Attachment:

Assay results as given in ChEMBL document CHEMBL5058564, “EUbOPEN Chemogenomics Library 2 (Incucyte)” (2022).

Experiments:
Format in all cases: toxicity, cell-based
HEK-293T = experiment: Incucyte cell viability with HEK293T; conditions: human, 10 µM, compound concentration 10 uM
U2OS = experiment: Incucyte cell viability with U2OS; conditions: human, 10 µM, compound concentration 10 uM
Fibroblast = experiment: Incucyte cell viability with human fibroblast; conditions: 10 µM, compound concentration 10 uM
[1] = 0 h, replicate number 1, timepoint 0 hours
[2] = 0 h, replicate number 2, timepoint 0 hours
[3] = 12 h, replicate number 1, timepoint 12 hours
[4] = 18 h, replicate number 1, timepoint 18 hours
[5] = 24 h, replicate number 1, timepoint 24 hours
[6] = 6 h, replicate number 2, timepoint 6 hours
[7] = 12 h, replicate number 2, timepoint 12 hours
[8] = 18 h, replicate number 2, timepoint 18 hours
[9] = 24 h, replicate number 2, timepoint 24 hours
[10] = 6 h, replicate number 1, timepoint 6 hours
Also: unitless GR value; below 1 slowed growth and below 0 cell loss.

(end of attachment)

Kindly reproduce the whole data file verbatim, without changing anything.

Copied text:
Assay results as given in ChEMBL document CHEMBL5058564, “EUbOPEN Chemogenomics Library 2 (Incucyte)” (2022).

Experiments:
Format in all cases: toxicity, cell-based
HEK-293T = experiment: Incucyte cell viability with HEK293T; conditions: human, 10 µM, compound concentration 10 uM
U2OS = experiment: Incucyte cell viability with U2OS; conditions: human, 10 µM, compound concentration 10 uM
Fibroblast = experiment: Incucyte cell viability with human fibroblast; conditions: 10 µM, compound concentration 10 uM
[1] = 0 h, replicate number 1, timepoint 0 hours
[2] = 0 h, replicate number 2, timepoint 0 hours
[3] = 12 h, replicate number 1, timepoint 12 hours
[4] = 18 h, replicate number 1, timepoint 18 hours
[5] = 24 h, replicate number 1, timepoint 24 hours
[6] = 6 h, replicate number 2, timepoint 6 hours
[7] = 12 h, replicate number 2, timepoint 12 hours
[8] = 18 h, replicate number 2, timepoint 18 hours
[9] = 24 h, replicate number 2, timepoint 24 hours
[10] = 6 h, replicate number 1, timepoint 6 hours
Also: unitless GR value; below 1 slowed growth and below 0 cell loss.